Help to Grow: Management Course | Kingston University

Identifying where value flow is blocked in your business

As a small business owner or leader one of the questions you may find yourself asking is; where do I start? Every bit of my business needs me and as soon as I focus on one area I’m worried about another.

The plumbing analogy might help you to focus on the right area. It’s a simple and visual way to model and analyse your business flow.

Looking at this diagram below, where should the manager focus their efforts to increase the flow through to the bucket?

  • Change the storage tank A?
  • Change into a bigger bucket H?
  • Change pipe section D?

Tank A could be sales coming in, which looks healthy enough so we could be tempted to increase the flow of value through the business by investing more in sales. But, when we get to pipe D, here we see the flow slowing, leaving E and F at half capacity at most. There is wasted capacity in E and F and the value flow (water) is limited by the time it goes through G and arrives in the bucket.

Some of your management activities may not always be this clearly dependent on each other but this is still a useful analogy to help you think about where the blockage in your business is.

Key points

  • Don’t ignore the thin pipes or obstacles
  • Make sure the thin pipeline is always full, any spare capacity here really impacts the subsequent flow
  • Don’t invest your time and resources where things are running smoothly if there is a blockage later on in the system

The Sales Pitch

So we’ve created a story, developed a customer persona now should be ready to convert with your sales pitch.

As a non sales person, this can be quite daunting – maybe with images of identikit blue suits, BMW’s and a wide white teeth smile. Remember it boils down to one person having a conversation with another person, both with their own aims and objectives. As with many things in life preparation and practice are your best go to.


Learn your unique benefits and value proposition off by heart and be confident in that knowledge. Really get into the mindset of your customer persona, what language they like to use, what is an immediate turn off. What are their wants, needs, challenges. Do they want facts and figures, real life examples, detailed product information – have these prepared and to hand. Know what you need to process the sale – is it access to paperwork, payment system or a follow up RFQ for example. Know the limitations in negotiating price or the product.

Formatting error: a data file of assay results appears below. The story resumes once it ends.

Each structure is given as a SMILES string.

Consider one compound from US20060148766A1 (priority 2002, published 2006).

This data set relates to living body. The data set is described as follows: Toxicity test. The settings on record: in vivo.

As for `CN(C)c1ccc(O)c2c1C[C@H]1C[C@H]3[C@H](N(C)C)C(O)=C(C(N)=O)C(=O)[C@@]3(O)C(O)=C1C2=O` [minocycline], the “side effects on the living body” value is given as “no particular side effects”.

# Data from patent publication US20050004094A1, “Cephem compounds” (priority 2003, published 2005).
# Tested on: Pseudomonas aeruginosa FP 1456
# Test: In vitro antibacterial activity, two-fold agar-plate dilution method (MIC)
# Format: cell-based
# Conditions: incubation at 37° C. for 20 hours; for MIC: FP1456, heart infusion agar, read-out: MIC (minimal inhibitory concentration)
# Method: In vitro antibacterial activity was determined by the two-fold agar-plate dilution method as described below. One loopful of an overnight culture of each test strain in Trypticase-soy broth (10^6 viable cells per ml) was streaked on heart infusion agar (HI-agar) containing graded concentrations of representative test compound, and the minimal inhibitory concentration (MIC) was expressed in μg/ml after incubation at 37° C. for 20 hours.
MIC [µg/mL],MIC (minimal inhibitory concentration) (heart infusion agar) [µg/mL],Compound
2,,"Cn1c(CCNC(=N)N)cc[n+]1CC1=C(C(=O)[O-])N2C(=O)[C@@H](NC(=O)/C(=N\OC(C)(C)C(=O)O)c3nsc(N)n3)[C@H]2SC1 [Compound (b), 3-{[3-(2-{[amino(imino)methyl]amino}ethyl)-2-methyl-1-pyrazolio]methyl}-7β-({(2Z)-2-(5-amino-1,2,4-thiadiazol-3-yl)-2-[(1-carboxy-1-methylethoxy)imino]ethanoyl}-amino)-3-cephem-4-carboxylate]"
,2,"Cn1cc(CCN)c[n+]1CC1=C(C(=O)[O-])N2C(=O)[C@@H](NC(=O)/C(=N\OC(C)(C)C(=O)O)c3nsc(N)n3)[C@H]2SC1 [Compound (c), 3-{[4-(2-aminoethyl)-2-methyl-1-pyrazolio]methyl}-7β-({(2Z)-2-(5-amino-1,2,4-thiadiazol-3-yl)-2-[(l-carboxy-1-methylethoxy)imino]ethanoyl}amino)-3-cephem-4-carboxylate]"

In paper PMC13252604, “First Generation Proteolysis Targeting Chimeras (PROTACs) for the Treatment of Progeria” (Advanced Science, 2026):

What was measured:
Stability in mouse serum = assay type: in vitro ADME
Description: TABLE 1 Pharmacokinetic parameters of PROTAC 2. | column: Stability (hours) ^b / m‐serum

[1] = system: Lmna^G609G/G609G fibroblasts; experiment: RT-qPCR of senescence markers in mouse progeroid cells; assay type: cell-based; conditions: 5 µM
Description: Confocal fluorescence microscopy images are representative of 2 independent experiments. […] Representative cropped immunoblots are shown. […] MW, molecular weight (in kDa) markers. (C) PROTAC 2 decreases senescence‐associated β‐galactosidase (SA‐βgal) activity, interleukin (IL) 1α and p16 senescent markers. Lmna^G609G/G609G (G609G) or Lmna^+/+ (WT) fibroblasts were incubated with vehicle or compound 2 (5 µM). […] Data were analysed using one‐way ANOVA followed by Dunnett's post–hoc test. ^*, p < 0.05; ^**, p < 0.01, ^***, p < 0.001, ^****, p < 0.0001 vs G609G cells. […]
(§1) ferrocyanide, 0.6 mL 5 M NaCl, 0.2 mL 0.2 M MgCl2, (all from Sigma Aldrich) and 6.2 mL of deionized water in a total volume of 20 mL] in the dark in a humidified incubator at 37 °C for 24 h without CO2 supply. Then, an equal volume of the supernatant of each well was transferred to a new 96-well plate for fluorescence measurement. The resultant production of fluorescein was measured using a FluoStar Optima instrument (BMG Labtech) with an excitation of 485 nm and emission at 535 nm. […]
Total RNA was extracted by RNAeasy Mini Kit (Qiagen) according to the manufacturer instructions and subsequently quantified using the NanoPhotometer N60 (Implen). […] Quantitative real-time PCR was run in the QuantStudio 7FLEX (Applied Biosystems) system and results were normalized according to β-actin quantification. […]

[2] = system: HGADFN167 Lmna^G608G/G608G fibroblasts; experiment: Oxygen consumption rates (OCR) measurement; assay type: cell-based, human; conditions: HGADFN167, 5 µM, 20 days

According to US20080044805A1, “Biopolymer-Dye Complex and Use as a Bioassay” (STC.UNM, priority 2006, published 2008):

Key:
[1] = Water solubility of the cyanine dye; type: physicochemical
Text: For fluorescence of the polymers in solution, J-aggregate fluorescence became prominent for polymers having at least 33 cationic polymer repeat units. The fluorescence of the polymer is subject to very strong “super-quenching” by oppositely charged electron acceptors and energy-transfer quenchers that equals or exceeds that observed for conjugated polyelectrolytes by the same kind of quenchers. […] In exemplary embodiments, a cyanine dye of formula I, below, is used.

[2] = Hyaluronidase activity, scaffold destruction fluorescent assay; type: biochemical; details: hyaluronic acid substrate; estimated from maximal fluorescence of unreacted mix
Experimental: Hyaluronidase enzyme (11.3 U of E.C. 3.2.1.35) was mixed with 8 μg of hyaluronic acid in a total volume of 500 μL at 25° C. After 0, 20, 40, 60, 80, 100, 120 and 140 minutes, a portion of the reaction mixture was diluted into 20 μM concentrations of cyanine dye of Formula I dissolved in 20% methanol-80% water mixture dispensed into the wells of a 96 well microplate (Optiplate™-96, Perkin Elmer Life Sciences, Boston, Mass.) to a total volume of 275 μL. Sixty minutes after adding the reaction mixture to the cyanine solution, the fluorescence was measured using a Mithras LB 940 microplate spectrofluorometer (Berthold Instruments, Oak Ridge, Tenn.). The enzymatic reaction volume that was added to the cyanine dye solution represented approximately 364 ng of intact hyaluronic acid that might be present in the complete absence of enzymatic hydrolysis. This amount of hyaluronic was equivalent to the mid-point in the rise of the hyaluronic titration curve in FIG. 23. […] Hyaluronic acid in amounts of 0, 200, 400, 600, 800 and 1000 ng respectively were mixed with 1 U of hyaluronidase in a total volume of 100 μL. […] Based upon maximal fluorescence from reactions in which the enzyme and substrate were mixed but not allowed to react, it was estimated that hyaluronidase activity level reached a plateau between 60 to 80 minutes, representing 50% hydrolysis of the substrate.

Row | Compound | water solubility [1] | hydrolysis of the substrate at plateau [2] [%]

Practice with members of your team, friends and family. Understand the questions they have to improve your pitch or preparation and continuously improve. Reflect on your own delivery – the words you are using, your own body language and the energy you bring to the sale. Practice listening to your individual customer, understand their specific needs and requirements and then (using your prep work) align how your business can help or answer their questions or concerns. If you don’t know something, explain your next steps to find out for them and give a definitive

The close

Be confident in how you need to process the sale and communicate this clearly. Is it agreeing a timeframe of delivery or an immediate payment and exchange of goods? Ensure you both know
what has been agreed, next steps and timing.

I believe people buy from people, so be yourself, be confident in your preparation and continuously learn and improve as you practice.

Delegation – the Skill/ Will matrix

Delegation takes a lot of time and can lead to costly mistakes but if you don’t do it, you won’t grow and could end up being an obstacle in your own business.

You may find the below useful. It’s called the skill/ will matrix and it helps you to think about the people you are delegating to.

Essentially, if they have low skill and are not motivated to do the job, you’re going to need to tell them what to do, unless you can motivate them to see why it would be good for them to take on the new task.

If they are very willing but a bit clueless (a new recruit or a new job fits into this category), then guide them carefully – spell out what needs to be done, how and to what standard and check the work before they make a big mistake or miss a crucial deadline.

If they have a lot of skill but no motivation to do the task, you’ll need to excite them before you can rely on them to take on the delegated task with enthusiasm.

And finally, if they know how to do the task and are very willing, delegate away! Be careful that you have really understood their levels of skill and motivation and spend time explaining and checking that they do understand the task.